Patients were divided into the control group () and observation group () according to the random number table method. There was no significant difference in general clinical data between the two groups ().General information was shown in Table 1.
2.2.1. Conventional Nursing
During their stay, all patients received normal treatment, which included exposing them to the hospital environment and staff following admission in order to help them transition into their roles as quickly as possible. Help patients to complete the examination, assist them to complete the nursing operation, eliminate the patient’s tension and fear of psychology, and ensure the treatment of cooperation.
2.2.2. Nursing of the Control Group
Exercise was administered as follows, based on traditional nursing: the nursing team will construct the appropriate exercise strategy based on the unique features of the patients. Exercise 3 times a week for the first three weeks for about 15 minutes and then gradually increase: . During weeks 1 to 6, the intensity of exercise was 50% of the maximum heart rate. The intensity of exercise was 60% of maximal heart rate for weeks 7 to 10. All patients should choose an exercise that includes three parts: warm-up exercise, genuine exercise, and rest and relaxation, with a time control ratio of 1 : 3 : 1. Regular health education was taken for patients, to teach patients the benefits of physical exercise for breast cancer recovery.
2.2.3. Nursing of the Experimental Group
On the basis of exercise nursing in the control group, diet nursing intervention measures were given, as follows: ① diet nursing intervention on admission: to understand the eating habits and nutritional status of patients after admission and inform family members and patients of dietary taboo information, ② dietary intervention during chemotherapy: nursing staff should guide patients to eat high protein, high energy, high vitamin, and other diets and advice patients to eat a high-fiber diet, and ③ dietary care after discharge: develop a targeted diet plan, diet, and nutrition manual for patients upon discharge.
2.3. Observational Index
Observational index included the following: (1)Nutritional indicators: hemoglobin, serum albumin, lymphocyte count, and body mass index(2)Anxiety and depression: the Hamilton Anxiety Scale (HAMA) was used to score patients’ anxiety . The higher the anxiety level, the higher the score. The Hamilton Depression Scale (HAMD) was used to score the patients’ depression . The higher the score, the more depressed(3)Sleep quality: the Pittsburgh Sleep Quality Index (PSQI) was used to score patients’ sleep quality. The scores were added up to a total score, which ranged from 0 to 21, with higher scores indicating poorer sleep quality(4)Cancer-related fatigue: the Piper fatigue scale was used to evaluate patients’ cancer-induced fatigue . Each item was scored on a scale of 0 to 6, with higher scores indicating more severe cancer-related fatigue(5)Quality of life: quality of life was assessed using the Concise Health Status Questionnaire (SF-36) and the Inventory Scale (QLQ-C30). The higher the score, better the quality of life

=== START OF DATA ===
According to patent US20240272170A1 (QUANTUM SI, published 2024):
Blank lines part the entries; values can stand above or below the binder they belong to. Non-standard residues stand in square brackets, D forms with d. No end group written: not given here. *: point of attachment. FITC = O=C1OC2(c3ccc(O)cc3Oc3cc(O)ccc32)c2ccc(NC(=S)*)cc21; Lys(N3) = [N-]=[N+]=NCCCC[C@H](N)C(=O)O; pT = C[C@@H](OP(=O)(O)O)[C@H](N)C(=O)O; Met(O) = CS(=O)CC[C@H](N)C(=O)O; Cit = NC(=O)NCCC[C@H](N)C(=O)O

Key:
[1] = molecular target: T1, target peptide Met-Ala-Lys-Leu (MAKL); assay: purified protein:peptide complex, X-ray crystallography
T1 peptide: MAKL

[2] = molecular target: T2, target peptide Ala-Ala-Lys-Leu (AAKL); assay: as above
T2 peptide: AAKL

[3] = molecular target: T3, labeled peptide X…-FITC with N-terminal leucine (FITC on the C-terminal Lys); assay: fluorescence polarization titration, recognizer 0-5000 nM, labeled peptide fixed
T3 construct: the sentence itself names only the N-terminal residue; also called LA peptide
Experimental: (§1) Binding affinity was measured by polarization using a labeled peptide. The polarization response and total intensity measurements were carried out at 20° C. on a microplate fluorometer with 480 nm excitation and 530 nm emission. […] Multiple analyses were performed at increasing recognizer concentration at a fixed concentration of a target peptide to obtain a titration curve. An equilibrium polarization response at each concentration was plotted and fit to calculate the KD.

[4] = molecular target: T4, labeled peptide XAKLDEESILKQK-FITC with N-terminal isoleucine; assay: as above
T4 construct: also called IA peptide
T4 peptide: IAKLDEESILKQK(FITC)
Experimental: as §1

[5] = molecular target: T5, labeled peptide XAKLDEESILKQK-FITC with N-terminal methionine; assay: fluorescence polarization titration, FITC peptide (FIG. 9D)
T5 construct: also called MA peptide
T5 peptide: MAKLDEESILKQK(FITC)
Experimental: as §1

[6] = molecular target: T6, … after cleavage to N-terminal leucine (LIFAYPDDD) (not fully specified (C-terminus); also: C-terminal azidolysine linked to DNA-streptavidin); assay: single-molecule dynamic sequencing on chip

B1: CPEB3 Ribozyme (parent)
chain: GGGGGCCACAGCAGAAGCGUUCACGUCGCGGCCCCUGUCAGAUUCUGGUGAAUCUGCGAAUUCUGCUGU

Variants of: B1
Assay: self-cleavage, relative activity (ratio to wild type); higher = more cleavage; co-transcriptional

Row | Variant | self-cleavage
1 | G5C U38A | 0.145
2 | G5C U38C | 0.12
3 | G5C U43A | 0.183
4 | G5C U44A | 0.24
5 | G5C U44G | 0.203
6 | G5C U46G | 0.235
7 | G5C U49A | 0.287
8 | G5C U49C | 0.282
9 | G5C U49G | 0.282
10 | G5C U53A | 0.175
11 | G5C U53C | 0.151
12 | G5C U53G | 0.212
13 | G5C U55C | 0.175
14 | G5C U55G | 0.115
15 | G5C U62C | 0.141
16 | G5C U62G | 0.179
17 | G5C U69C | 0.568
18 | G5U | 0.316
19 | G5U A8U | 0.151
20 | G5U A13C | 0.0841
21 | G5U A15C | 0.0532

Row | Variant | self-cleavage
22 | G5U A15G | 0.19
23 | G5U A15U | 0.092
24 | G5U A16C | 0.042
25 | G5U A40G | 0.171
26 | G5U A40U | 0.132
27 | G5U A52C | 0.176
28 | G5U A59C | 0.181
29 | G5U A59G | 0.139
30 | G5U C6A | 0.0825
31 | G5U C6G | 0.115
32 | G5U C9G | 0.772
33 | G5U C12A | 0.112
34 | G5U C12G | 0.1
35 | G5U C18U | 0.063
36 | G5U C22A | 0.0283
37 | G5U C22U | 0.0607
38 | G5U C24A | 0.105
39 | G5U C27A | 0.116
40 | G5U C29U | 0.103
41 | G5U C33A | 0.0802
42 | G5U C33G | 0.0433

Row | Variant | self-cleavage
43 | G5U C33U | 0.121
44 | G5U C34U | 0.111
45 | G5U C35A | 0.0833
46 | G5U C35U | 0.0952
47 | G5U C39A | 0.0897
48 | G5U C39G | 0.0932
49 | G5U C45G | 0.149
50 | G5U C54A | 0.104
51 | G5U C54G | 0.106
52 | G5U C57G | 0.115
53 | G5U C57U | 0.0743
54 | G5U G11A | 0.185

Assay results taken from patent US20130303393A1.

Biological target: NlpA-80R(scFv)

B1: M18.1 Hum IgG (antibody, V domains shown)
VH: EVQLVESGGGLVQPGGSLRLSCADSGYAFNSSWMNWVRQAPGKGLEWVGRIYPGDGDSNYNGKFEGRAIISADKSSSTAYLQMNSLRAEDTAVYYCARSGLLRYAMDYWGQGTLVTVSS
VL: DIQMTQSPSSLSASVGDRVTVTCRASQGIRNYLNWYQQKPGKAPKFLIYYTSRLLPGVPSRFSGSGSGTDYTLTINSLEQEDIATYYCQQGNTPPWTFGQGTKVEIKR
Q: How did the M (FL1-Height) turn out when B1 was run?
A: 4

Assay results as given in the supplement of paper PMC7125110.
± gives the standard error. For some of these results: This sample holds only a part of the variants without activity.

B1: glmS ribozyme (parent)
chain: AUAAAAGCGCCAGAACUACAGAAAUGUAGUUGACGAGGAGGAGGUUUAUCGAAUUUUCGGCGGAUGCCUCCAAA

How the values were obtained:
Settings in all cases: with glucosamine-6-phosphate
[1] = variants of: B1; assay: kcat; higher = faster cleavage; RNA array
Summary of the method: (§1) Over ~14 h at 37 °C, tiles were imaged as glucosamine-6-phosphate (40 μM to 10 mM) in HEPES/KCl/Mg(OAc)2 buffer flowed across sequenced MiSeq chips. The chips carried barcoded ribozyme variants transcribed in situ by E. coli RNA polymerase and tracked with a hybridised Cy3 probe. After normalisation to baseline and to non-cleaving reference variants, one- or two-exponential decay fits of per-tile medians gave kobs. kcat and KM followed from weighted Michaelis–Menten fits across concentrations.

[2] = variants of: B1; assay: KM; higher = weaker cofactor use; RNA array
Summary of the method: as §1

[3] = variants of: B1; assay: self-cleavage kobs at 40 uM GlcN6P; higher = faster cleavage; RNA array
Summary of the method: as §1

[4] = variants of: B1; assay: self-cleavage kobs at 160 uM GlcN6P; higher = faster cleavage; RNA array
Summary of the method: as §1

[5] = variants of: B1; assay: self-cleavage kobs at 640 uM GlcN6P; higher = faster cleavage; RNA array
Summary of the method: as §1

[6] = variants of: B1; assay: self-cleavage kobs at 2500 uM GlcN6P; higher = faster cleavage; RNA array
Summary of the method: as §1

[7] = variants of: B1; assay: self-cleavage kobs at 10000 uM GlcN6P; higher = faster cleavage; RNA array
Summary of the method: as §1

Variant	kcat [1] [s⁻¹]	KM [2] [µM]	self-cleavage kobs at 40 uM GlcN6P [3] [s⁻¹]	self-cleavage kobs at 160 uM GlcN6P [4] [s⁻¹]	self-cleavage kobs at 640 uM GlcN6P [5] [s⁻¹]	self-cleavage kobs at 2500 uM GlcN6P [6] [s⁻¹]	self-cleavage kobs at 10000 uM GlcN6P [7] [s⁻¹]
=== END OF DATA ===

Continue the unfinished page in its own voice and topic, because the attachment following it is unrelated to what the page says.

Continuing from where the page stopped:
2.4. Statistical Method
SPSS 17.0 Chinese version was used for data input and data processing. Measurement data was expressed as (). Independent sample -test was used for analysis. Counting data is expressed as a percentage, test was used for analysis, and was considered statistically significant.
3.1. Results of Nutritional Index
After exercise and diet intervention, there was a slight difference in the nutritional indexes of the observation group compared with the control group, that was the data of the observation group was higher than that of the control group (). Results of nutritional index were shown in Table 2.
3.2. Results of Anxiety and Depression
The two groups’ HAMA and HAMD scores were compared before and after intervention. Before intervention, there was no significant difference between the two groups’ HAMA and HAMD scores (). After intervention, HAMA and HAMD scores in both groups were increased, and the increase in the control group was greater than that in the observation group (). Results of anxiety and depression were shown in Table 3.